Beijing is opening its financial system to foreign banks — and they have maintained their traditional openness to the Communist Party’s rule.
The announcement came a day after Ozy’s board said it had hired a law firm to investigate its “business activities.”
The New York Times’s media columnist, Ben Smith, reported that Ozy’s chief operating officer had apparently impersonated a YouTube executive during a conference call with Goldman Sachs bankers.
The digital media company has raised eyebrows for its claims about its audience size for years. Then came the strange voice on the phone.
Job seekers are more likely to accept an offer when their extra federal jobless benefits expire.
A longtime real estate investor and former Goldman Sachs executive decided to take an electric truck company public. Chaos ensued.
The country’s biggest banks will report their quarterly earnings this week, reaping the benefits of an economy that’s returning to normal.
They, and other companies that took pandemic rescue money, face new demands in return for their rescues.
The justices said the bank may renew its arguments that its statements about honesty and integrity were too generic to support a class action for billions of dollars.
Companies are sending surveys, offering cash rewards and requiring disclosures to find out how much of their work force is vaccinated.
Employees of the Wall Street bank will be asked to record the date they received their shots and the maker of the vaccine.
The latest version of a multiyear analysis of Fortune 100 and 500 companies found that white women made some gains but that true representation is decades away.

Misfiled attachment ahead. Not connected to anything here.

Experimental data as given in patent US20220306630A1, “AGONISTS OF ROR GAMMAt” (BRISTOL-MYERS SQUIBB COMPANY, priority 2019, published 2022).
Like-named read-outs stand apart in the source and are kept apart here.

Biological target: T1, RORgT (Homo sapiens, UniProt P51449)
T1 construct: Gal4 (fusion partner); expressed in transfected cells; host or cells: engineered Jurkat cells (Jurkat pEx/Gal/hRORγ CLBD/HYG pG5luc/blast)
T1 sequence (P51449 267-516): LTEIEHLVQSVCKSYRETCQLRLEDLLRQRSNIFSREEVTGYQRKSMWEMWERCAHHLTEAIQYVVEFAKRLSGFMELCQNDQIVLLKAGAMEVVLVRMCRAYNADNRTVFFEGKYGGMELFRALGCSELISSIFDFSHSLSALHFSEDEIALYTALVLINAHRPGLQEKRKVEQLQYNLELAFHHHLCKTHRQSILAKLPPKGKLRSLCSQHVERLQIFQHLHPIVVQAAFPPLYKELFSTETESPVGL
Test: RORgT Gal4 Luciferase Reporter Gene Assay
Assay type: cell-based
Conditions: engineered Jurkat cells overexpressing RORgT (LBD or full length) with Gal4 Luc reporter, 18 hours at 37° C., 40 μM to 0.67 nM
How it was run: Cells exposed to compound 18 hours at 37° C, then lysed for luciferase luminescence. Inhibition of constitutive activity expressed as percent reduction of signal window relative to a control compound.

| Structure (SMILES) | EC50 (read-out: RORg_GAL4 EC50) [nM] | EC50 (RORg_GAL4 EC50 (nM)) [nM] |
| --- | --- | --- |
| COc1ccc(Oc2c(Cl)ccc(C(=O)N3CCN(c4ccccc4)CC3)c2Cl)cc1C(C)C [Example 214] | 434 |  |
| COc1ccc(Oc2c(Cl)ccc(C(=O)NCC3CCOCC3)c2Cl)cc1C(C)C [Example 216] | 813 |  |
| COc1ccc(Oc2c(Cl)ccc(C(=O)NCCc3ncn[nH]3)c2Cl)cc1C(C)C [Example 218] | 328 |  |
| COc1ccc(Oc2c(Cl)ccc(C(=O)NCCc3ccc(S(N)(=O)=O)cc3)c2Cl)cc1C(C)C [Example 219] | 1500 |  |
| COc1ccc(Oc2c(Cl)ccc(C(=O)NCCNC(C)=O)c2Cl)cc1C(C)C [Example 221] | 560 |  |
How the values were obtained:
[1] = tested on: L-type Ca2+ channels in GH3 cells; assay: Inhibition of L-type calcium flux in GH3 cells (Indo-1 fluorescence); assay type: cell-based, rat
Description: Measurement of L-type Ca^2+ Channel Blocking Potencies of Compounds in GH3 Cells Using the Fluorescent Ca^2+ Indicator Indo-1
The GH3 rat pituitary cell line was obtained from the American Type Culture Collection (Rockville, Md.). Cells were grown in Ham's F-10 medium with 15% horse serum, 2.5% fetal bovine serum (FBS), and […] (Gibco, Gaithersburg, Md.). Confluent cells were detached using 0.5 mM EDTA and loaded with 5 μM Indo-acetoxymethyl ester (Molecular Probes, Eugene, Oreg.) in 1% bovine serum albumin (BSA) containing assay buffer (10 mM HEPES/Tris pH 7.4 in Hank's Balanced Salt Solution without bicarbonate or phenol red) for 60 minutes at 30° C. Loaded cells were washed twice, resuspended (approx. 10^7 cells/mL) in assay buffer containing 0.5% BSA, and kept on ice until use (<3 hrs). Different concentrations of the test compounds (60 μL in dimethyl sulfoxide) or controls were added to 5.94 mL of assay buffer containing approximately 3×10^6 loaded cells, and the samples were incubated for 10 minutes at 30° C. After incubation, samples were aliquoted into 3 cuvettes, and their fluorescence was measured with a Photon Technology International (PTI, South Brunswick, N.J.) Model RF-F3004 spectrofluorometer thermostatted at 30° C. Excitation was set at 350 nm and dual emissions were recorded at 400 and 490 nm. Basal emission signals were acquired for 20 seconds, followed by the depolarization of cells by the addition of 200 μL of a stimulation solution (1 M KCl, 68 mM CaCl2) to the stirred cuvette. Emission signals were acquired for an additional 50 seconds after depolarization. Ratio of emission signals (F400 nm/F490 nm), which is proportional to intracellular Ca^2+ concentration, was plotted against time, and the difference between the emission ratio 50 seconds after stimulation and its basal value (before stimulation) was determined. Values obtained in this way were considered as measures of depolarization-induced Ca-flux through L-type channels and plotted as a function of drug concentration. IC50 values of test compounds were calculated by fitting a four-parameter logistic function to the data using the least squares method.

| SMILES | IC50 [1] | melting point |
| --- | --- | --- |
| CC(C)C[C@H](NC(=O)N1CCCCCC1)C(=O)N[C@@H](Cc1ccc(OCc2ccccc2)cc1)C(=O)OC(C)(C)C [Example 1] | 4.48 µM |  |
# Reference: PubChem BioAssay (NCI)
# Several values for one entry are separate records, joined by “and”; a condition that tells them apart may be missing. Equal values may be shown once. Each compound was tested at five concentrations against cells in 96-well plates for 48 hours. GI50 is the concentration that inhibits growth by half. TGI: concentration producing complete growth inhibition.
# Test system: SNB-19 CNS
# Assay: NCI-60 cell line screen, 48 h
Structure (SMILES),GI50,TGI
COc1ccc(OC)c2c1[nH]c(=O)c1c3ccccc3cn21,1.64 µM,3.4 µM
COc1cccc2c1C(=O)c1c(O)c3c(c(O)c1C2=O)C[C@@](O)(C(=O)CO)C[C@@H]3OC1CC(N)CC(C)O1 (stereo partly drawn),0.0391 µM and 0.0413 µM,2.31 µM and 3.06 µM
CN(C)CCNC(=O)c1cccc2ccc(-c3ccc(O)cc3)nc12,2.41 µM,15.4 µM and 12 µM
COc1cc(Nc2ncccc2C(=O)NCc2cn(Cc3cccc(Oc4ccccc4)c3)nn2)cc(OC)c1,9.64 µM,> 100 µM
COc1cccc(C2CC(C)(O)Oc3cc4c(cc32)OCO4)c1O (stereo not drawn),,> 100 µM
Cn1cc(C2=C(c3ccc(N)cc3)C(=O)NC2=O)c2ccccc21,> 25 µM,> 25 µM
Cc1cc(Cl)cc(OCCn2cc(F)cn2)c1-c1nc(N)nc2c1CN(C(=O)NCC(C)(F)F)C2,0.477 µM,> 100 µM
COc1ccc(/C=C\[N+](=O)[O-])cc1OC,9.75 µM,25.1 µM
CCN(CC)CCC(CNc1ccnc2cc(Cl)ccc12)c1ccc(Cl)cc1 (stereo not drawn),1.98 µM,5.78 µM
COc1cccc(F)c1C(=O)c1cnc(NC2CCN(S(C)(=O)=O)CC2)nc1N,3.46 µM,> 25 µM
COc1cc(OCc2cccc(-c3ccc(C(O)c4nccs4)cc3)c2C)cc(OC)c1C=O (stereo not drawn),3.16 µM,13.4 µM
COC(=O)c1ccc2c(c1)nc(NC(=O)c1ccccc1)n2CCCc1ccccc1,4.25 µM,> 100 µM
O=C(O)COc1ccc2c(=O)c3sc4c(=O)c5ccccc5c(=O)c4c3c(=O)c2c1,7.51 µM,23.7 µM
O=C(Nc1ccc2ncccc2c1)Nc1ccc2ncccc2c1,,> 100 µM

An early-morning meeting at a Greenwich Village townhouse, under the watchful eye of Steve McQueen, was part of a monthslong campaign.
Goldman Sachs is the latest to call an end to remote work.
Jake Siewert led the firm’s post-financial crisis reputation makeover.
The banks said they released large chunks of money that had been set aside to cushion themselves from losses caused by the pandemic.
Excess work isn’t good for anyone, employers included. So why are we still doing it?
Beijing, which can’t afford to let its attack on civil liberties scare away global banks and financiers, is offering them a big tax break and other perks.
Banks were eager to do business with Bill Hwang and his Archegos Capital Management — until he ran out of money.
After a year of working remotely, some employees are not keen to go back to the office, and, so far, employers are being receptive to their concerns.
Archegos Capital Management, led by Bill Hwang, couldn’t meet financial demands, creating turmoil on Wall Street and raising questions about the fund’s ties to lenders.
Both sides agreed that generic statements about firms’ integrity and honesty can sometimes be the basis for securities fraud class-action suits.
The buyers, Michael D. Daffey, a former Goldman Sachs executive, and his wife, Blake Daffey, paid $51 million for the townhouse, a steep discount from the original asking price.
Junior bankers at Goldman Sachs raise pointed questions about pay, hours and working conditions.
An unusually large number of senior executives have left Goldman recently as C.E.O. David Solomon remakes the Wall Street firm.
Business leaders want their employees to have a say in helping decide who will steer New York City’s economic recovery as its new mayor.